For Board Chair Barbara Jackson, the Hispanic immigrant community that lives in Mount Kisco has similarities to historical patterns of immigration, with successive groups coming to America in search of a better livelihood.
Interested in history - her husband Kenneth Jackson is a professor at Columbia University - she notes that looking back, we are all immigrants.
“It’s been our narrative, it’s been our story.”
Jackson has chaired the board for two years and was recently elected to serve two more. In addition, she chairs the board for Neighbors Link Network, which is the umbrella group for both its Mount Kisco and Stamford, CT organizations. Seeking to devote herself to Mount Kisco, she will be stepping down from that broader one in June, which she has chaired for a year and a half.
On her watch, Neighbors Link has seen several milestones in the past year. Last spring, the Mount Kisco chapter celebrated its 10th anniversary . Its "A Nation of Immigrants" in parternship with a local Italian-American Club and attracted about 4,000 people. And there was .
“You can see easily how it becomes a model for best practices," Jackson said of its services.
In some ways, Jackson noted that she has similarities in her background to the immigrant community. She grew up in a poor neighborhood in Memphis, TN and was raised by her grandmother. Later, she traveled with her husband as he began his academic career, before they moved to New York in 1968 so he could begin teaching at Columbia. Eventually they moved to Westchester and settled in Chappaqua in 1975, where they have lived ever since.
Jackson went on to teach English at over in Rye Brook, spending 30 years doing so before her retirement in 2001. Once she stepped down, she planned to help her husband write his books and spend time with her grandchildren before taking interest in Neighbors Link.
The group was started, she explained, during a time in Mount Kisco with difficult relations between immigrants and the rest of the community. This took place against the backdrop of immigrant day laborers often congregating in front of the train station, which became an ad hoc hiring site for those in need of work.
“It was tense," she said.
Once Neighbors Link organized it became a central hiring site for immigrants, adding on recreation space, English as a Second Language (ESL) classess and job training services. Today, it has a slew of volunteers and instructional support from Westchester Community College.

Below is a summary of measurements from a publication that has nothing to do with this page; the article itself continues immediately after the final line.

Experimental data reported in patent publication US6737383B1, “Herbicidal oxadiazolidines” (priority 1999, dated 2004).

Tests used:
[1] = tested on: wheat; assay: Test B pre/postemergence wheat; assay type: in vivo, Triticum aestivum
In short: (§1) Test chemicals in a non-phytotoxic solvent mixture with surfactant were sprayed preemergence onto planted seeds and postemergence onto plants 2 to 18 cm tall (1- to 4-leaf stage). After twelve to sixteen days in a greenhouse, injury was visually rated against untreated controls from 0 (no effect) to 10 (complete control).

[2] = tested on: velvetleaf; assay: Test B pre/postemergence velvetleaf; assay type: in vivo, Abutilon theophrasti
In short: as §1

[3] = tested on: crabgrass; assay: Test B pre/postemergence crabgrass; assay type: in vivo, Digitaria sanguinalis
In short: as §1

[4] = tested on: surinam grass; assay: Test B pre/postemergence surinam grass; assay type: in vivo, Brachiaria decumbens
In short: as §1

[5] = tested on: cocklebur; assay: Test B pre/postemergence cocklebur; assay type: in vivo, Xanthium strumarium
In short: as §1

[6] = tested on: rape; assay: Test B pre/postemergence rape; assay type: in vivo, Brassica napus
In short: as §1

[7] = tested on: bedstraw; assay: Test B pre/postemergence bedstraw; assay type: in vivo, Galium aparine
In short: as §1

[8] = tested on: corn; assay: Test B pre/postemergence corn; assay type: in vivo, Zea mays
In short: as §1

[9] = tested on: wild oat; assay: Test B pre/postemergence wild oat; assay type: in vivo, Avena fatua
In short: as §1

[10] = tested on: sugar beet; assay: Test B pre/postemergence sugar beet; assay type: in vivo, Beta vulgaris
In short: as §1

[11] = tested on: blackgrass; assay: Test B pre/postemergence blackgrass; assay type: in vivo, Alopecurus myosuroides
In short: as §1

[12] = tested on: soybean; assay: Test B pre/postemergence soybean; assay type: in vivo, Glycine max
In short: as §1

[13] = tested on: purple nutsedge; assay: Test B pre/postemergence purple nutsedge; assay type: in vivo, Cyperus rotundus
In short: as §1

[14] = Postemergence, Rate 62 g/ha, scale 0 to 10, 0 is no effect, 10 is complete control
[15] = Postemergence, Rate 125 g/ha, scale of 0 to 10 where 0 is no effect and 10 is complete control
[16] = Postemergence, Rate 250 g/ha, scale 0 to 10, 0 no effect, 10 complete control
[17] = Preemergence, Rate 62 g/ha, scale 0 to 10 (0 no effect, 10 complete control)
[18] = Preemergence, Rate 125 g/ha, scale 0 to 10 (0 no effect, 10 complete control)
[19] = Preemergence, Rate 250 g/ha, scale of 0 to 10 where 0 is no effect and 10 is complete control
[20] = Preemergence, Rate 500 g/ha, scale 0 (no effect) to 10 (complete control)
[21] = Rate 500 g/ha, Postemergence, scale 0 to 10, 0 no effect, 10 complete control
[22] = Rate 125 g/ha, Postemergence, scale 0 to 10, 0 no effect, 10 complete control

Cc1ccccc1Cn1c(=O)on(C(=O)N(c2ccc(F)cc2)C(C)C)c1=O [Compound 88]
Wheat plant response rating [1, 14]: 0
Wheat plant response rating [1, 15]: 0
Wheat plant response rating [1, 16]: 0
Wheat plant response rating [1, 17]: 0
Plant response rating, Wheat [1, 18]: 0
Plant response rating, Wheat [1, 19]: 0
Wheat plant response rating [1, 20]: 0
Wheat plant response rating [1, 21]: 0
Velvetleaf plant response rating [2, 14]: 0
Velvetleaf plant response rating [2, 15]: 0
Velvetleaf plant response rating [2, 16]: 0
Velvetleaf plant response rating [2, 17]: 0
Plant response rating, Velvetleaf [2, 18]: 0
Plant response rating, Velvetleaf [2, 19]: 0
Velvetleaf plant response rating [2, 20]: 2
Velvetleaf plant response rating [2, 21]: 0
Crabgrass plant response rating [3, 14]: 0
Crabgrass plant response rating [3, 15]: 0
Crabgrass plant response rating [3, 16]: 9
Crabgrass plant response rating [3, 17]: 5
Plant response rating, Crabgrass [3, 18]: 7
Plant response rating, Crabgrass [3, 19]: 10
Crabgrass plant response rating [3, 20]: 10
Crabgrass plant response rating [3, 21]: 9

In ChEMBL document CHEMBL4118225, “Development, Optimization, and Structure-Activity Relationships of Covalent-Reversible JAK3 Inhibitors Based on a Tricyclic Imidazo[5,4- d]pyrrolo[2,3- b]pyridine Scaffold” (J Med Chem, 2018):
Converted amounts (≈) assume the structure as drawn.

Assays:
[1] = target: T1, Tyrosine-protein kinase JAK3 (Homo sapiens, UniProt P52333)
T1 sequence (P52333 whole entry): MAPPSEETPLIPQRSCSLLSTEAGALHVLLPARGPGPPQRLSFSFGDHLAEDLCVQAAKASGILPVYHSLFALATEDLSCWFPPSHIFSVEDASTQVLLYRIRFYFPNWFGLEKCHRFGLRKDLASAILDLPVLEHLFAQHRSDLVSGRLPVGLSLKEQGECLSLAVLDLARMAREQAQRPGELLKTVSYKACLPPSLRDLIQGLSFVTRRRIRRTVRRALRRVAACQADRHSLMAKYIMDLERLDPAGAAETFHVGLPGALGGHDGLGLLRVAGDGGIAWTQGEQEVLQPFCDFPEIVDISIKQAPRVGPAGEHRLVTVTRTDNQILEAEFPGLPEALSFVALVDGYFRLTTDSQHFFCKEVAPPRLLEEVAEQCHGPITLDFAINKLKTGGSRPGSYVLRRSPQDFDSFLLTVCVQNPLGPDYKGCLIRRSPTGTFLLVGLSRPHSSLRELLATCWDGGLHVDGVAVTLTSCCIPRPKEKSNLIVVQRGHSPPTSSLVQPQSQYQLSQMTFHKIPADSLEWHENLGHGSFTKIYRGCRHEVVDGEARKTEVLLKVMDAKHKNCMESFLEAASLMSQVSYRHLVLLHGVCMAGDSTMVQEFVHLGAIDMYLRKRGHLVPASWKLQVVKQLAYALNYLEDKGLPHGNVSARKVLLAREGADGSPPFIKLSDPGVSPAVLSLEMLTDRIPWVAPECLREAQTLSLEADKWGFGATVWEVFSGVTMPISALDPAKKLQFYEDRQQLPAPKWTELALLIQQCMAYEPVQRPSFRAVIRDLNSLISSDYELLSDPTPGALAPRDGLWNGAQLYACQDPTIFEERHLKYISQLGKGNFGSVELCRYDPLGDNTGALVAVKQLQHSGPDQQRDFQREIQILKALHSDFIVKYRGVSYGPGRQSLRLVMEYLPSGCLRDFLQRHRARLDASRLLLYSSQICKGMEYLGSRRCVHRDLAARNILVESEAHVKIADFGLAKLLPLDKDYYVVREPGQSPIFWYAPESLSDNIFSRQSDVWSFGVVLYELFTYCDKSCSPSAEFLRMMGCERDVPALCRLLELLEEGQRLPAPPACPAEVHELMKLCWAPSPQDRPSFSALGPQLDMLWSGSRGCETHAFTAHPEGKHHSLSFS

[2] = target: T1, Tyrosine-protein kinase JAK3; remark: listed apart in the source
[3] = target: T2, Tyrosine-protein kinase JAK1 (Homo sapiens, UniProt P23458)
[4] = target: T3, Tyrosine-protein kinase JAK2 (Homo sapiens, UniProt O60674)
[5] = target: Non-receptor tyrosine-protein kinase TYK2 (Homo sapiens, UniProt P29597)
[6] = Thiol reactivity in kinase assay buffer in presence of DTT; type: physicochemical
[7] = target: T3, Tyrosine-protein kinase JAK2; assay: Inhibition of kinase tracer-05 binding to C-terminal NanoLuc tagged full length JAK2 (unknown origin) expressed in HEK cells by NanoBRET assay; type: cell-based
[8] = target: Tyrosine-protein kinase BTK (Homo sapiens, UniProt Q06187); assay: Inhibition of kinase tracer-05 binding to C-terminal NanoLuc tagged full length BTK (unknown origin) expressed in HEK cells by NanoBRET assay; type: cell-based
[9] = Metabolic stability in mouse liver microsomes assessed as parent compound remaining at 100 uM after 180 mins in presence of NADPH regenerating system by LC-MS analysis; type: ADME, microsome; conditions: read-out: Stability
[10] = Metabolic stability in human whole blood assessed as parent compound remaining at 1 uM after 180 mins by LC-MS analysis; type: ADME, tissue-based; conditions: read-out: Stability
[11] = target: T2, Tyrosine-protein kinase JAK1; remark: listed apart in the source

“Those are just quality programs," said about the ESL support.
Today, Jackson notes, Neighbor's Link gets support from a number of people and organizations in the area. This ranges from a Mount Kisco police program called Police and Community Together (PACT), in which officers visit the center, to Open Door Family Medical Centers providing a mobile healthcare van at the center's site near Lexington Avenue.
There is also buy in and support from both the Bedford Central and Chappaqua school districts. hosts an after-school childcare program for kids called Learning Links while their parents are working. Students at have an organized program called Casa Lingua, where they go to the center and teach English, a program that Jackson likes because it bring people together who have different backgrounds.
Another such example of educational support is the recent move of a local Head Start program, which provides pre-school education to low-income kids, from the Neighbors Link site to because of a need for more space. The vacant space left at the Mount Kisco site will become a family center, according to Jackson.
"She is incredily selfless, said Carola Otero Bracco, the executive director for Neighbors Link.
Bracco described Jackson as someone who brings people together for a common mission and has respect in the community.
"I've learned so much from her," Bracco said.
Going forward, Jackson explained, future plans for Neighbors Link include offering more computer classes and more job skills. There are no plans to expand with more affiliates, but it could happen if people in other places are interested.
“We don’t go out and look for people but we are there if people need us,” she said.